The forum took place on May 10th.

On May 10, Latin America(n) Matters hosted the 7th annual Latin American Matters (LAM) Policy Forum. This year, the event’s theme was Challenges in America: Democracy and Development. Latin America(n) Matters is a Harris student organization (HSO) that seeks to promote the discussion and better understanding of economic, social and political issues in Latin American countries through a public policy approach – and the LAM Policy Forum serves as a fitting capstone to the group’s activities for the year

The Forum featured opening and closing ceremonies, three panels, and a final ceremony at the Keller Center, as well as informal discussion between the events taking place throughout the day.

One guest, Jorge Quiroga – the former Bolivian President, Vice-President, and President of the country’s National Congress – displayed how the history of Latin American countries is different than the one people perceive if they attempt to fit certain words to problems. Quiroga’s response to the open-ended question “Can you talk about Evo Morales?” focused on the importance of understanding the deeper trends in Bolivia and Latin American countries in general. Quiroga directed his attention at the systemic issues which cause problems in Latin American countries. “The real problem is not populism, it’s continuism [of these issues],” he emphasized.

Other invited guests to the Forum included Argentinians Andrés Neumeyer, former chief economist of the central bank of Argentina, Jazmín Gustale, Innovation and Competitiveness coordinator for the office of the president, and José Luis Espert, an economist, author, and respected political commentator.

Three of the Forum’s guests were University of Chicago professors. Each of them shared their expertise: Fernando Álvarez (Argentina), the Saieh Family Professor in Economics and the College, moderated the Macroeconomic Stability: Key to Development panel, which used current numbers for economic development in Latin America to indicate trends in the region’s growth Yanilda María González (Brazil), an assistant professor at the School of Social Service Administration, moderated the panel New Governments, New Politics? Understanding the Expectations, which discussed the frameworks through which individuals should perceive the economic status, as well as political status, of Latin America; and Alicia Menendez (Argentina), research associate (associate professor) at Harris, moderated Public-Private Partnerships: Economy, Politics, and Social Development, which discussed the logistics of investment in Latin America using public-private partnerships between Latin American governments and private-sector governments. 

Though some countries, such as Venezuela, face serious challenges, the speakers remain hopeful. For Santiago Peña, who spoke during the Public-Private Partnerships: Economy, Politics, and Social Development block, this hope comes from productive gatherings such as the LAM Forum.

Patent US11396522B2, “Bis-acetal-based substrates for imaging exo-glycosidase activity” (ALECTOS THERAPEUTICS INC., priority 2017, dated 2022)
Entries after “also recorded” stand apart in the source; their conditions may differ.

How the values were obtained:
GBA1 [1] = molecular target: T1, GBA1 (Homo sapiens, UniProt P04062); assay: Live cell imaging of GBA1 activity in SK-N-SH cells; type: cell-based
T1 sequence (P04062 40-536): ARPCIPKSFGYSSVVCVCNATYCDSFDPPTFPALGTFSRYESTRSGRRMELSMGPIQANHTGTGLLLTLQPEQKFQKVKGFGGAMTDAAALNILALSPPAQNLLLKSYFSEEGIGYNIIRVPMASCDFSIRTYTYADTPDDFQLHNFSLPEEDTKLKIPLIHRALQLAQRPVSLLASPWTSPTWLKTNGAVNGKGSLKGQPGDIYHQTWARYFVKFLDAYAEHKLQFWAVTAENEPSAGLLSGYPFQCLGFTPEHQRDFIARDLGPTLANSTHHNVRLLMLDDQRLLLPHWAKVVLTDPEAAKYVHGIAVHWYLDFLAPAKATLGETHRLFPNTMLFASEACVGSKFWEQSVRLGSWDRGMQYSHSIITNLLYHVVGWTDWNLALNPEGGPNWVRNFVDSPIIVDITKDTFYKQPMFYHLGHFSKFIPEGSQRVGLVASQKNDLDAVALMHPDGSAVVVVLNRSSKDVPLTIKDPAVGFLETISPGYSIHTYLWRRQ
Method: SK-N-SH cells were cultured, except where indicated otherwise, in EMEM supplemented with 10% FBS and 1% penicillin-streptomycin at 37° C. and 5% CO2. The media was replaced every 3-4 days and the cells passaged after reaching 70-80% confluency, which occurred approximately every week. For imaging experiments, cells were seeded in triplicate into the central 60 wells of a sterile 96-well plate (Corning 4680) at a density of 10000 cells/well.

“I have no doubt that despite all the difficulties we are facing in Latin America and across the world, the human investment at Harris will pay off,” said Peña, a bank manager from Paraguay, who formerly served as the country’s Minister of Finance and as an economist for the International Monetary Fund in addition to running for president.

Colombian speaker Glaucia Calp, who is the Latin America Group Head of Fitch Ratings, focusing on global infrastructure and project finance, spoke during the same topic discussion. During her time to speak, Calp shared ways to think about the logistics of public-private partnership (PPP) arrangements. “The way we think about infrastructure in developing economies is how we are able to pay for it,” she said. “It is an ability discussion instead of a willingness one.”

Panelists joked throughout Q&A portions about the fact that their specific expertise about Venezuela and its political culture and history was leading them to overly focus on discussing the country’s governmental crisis, yet they emphasized the deep connections between Latin American countries—a label which included countries on the South American continent—who have developed and continue to develop according to values which tend to be shared.

The LAM Forum used connection and hospitality to foster relationships which will flourish even at a distance. Five Latin American countries—Argentina, Colombia, Paraguay, Mexico, and Brazil—were represented in the moderated panels, and even more national perspectives were shared by Harris students and other guests.

The event was cosponsored International House, who additionally hosted the Forum, Latin American Matters, the Pearson Institute for The Study and Resolution of Global Conflicts, the Becker Friedman Institute for Economics at the University of Chicago, Colombians at UChicago, the Graduate Council at the University of Chicago, the University of Chicago Mexican Association, the Center of Latin American Studies at the University of Chicago, Student Government, and the Organization of Latin American Students.

 “I’m super glad I volunteered to work at this year’s LAM Forum; this is one of the best events for  Latin American students or students from all around the country to get to know more about the Latin American region and politics and economics,” said Adri Fuster MPP Class of 2020. “To anyone who might be interested, please come and join us next year. We would be glad to have you here.”